“I don’t hold a grudge. I cradle it. I coddle it. I feed it fine cuts of meat and send it to the best schools. I nurture my grudges, Rollins.”
Inej. Small and ferocious as she is, I have so much love for this character. Inej Ghafa has has suffered a lot in the past, and she endures a little more in Crooked Kingdom. She‘s that character that never gives up, a Suli proverb as comfort or a prayer to her Saints on her lips even in the darkest times. Where Bardugo failed me with a proper introspection of Kaz, she captivated me with glimpses of Inej’s ordeal as a child prostitute and her dream of hunting slavers. When it comes to future plans of the crew members, Inej’s have the most purpose, entailed the most selfless good. Inej outgrows the small shoes of an invisible spider; she grows both as a person and as a crew member, encountering her biggest challenges yet. Inej fights, sneaks, escapes, and outwits with knives drawn and her head held high, and she has never ceased to amaze me.
“We meet fear. We greet the unexpected visitor and listen to what he has to tell us. When fear arrives something is about to happen.”
Jesper. A character who I thought was around merely for his wit and sarcasm in the first instalment, Jesper rose to an important status in Crooked Kingdom (don’t get me wrong though: Sarcasm is my native tongue). He is considerably involved in pushing the plot forward, even if he did so involuntarily in the first book. Bardugo offers some great character development and introspection where this smart-mouthed and multi-layered Zemeni boy is concerned, gaining insight into his past, his addiction, and coming to terms with the Grisha powers he has been so reluctant to use. AND WESPER GIVE ME LIFE, MY DARLINGS.
Wylan looked back at the water. He’d started to think of Jesper as fearless, but maybe being brave didn’t mean unafraid. “You can’t run from this forever.”
Nina. Look, you may think I’m biased because of reasons (*cough* the name *cough*), but Nina is one of the most exciting characters of this series, especially in the sequel. She is a constant source of wit and hope, even in her darkest hours. She is also one of the characters most changed, like Kaz, but for the good. Struggling with severe withdrawal symptoms, Nina is in a constant battle with her body, her doubts, and her fears, and it gave her such depth and a realistic touch that I could not help but love her a little more than I already had. Though she is much changed, she hasn’t lost her spark or her snark, and is heavily responsible for making me adore this series so much.
“I’m saving them for later,” said Nina with a sniff. “And you should not cross me when it comes to sweets.”
Jesper nodded. “She’s like a dessert-hoarding dragon.”
Matthias. A reluctant member of the group in the first book, Matthias has finally settled into his new life as a criminal, and he’s making the very best of it. He still wears his scowl on a daily basis, but he has reached a certain peace with his previously torn self. His determination and conviction were rock-solid. His plans for the future with Nina at his side, whom he would follow anywhere, transformed from a whim to something graspable. Throughout this book, Matthias gradually reaches a new perspective, a new state of mind, as he begins to merge the concept of Grisha powers, which he has not understood and therefore feared, with his own beliefs. View Spoiler »But alas, all his character growth was for naught, because Bardugo killed him off in the most undeserving and anti-climatic way ever, which pisses me off to no end. If she had at least given his death a purpose, I would have understood, but this? I cannot help but think that this character has fallen victim to the shock effect, because if Bardugo had wanted to write a meaningful death, she would have chosen Kaz. End of story. « Hide Spoiler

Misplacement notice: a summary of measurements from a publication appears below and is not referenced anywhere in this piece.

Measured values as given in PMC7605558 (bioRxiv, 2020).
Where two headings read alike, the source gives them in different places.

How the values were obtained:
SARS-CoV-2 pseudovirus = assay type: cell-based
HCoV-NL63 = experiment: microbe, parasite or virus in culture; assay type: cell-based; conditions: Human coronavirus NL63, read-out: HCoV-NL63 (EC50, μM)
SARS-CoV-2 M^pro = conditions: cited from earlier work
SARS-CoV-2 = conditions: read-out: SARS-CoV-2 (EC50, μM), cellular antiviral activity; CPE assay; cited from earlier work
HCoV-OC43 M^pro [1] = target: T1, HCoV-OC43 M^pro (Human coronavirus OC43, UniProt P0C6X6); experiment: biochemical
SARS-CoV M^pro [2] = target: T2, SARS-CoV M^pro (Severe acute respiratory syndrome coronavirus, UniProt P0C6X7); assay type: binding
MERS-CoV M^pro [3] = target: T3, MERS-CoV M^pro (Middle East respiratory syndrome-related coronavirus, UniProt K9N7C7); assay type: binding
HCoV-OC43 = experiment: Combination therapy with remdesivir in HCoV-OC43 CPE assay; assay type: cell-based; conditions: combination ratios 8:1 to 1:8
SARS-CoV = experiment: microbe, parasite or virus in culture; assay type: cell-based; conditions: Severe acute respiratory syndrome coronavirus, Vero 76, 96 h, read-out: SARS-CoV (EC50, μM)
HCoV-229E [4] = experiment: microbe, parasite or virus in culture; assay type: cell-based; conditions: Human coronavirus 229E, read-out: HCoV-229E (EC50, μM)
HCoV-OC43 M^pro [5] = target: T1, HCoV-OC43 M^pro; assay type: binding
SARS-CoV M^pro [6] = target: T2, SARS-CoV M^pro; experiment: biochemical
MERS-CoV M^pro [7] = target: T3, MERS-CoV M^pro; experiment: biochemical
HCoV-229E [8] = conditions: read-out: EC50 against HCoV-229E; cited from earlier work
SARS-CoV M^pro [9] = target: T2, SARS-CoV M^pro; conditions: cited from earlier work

“Matthias, are you praying?”
“For restraint?” she said sweetly.
“You really are a witch.”
Wylan. He is my small, small son, and must be protected at all costs. Every time this cinnamon roll of a character blushes in this book, you’ll feel your heart expand a little bit. I enjoyed this point of view a lot, because we finally get some insight into his past. This kid has joined the Dregs with an incredibly low self-worth but, with a little appreciation and affection, Wylan grows and grows and grows to be a cunning, confident, and important character in Crooked Kingdom.
“Always hit where the mark isn’t looking,” Wylan had murmured.
“Sweet Ghezen,” said Jesper. “You’ve been thoroughly corrupted.”
You will find an exciting and gripping sequel in Crooked Kingdom, yet it is not without flaws, holes, and gaps. I’ve grown more attached to most of the characters, whereas the dominant one – Kaz – irked me. The plot captivated and tortured me, but some situations were resolved too easily, explanations were on the scarce side, and one event in particular troubled me a great deal. And so, with a heavy heart, I cannot rate this sequel 5 stars as I did its predecessor.